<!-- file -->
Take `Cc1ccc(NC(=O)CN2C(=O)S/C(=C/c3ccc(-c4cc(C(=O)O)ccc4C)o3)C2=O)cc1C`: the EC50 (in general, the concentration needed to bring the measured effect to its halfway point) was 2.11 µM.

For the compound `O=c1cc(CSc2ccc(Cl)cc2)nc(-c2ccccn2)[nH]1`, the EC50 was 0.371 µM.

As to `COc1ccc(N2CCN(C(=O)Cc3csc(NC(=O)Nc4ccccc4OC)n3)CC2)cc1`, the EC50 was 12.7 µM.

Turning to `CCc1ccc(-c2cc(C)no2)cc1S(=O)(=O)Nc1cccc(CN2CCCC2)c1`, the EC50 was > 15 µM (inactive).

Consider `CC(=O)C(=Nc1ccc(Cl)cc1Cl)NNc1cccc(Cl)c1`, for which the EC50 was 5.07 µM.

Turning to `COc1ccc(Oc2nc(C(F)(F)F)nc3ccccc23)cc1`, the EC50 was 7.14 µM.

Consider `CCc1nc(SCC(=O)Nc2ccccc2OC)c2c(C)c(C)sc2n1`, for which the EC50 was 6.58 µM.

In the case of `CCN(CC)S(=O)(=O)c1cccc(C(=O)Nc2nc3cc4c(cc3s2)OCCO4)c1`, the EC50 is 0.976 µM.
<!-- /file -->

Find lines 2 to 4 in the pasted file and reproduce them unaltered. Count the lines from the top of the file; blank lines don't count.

For the compound `O=c1cc(CSc2ccc(Cl)cc2)nc(-c2ccccn2)[nH]1`, the EC50 was 0.371 µM.

As to `COc1ccc(N2CCN(C(=O)Cc3csc(NC(=O)Nc4ccccc4OC)n3)CC2)cc1`, the EC50 was 12.7 µM.

Turning to `CCc1ccc(-c2cc(C)no2)cc1S(=O)(=O)Nc1cccc(CN2CCCC2)c1`, the EC50 was > 15 µM (inactive).